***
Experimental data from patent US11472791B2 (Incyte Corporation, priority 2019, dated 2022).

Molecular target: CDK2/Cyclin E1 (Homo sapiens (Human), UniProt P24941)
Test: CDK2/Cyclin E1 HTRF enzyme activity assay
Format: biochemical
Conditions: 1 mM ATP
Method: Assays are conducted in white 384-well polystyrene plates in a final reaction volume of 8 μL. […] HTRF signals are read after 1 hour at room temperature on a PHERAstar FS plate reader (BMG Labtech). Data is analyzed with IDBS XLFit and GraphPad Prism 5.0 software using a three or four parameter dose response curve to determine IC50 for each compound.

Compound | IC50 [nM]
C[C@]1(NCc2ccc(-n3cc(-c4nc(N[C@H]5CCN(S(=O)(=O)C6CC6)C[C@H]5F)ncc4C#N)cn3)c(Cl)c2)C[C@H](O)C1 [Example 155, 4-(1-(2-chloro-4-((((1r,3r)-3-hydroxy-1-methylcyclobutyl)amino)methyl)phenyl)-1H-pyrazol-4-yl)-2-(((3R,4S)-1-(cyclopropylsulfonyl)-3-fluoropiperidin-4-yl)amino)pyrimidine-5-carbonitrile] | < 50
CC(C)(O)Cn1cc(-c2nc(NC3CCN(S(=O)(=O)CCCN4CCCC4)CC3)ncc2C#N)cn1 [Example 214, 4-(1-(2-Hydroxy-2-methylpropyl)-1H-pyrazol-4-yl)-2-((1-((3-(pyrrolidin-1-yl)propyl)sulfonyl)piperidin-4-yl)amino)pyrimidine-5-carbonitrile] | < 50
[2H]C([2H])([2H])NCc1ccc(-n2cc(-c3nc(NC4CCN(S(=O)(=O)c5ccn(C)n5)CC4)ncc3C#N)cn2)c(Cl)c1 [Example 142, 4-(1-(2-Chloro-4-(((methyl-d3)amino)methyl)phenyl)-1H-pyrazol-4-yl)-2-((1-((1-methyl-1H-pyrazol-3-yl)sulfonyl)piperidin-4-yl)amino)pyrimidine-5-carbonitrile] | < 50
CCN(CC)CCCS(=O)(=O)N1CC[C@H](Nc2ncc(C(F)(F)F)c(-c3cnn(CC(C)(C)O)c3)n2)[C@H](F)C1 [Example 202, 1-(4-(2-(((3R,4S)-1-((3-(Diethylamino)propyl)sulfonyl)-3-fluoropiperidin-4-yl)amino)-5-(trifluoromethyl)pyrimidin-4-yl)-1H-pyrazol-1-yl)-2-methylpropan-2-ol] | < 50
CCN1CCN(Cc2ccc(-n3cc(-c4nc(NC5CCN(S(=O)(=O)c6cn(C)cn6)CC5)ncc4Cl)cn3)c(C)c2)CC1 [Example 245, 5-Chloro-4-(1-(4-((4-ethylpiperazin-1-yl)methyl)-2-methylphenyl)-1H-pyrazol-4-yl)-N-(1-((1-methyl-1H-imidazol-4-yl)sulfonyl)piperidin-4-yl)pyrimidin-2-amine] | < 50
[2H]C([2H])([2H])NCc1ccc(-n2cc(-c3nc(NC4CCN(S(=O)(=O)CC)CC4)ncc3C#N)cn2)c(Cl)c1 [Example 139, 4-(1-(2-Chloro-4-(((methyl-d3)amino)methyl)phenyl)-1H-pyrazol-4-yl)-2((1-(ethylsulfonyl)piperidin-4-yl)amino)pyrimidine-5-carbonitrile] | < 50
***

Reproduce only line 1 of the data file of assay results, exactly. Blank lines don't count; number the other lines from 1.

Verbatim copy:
Experimental data from patent US11472791B2 (Incyte Corporation, priority 2019, dated 2022).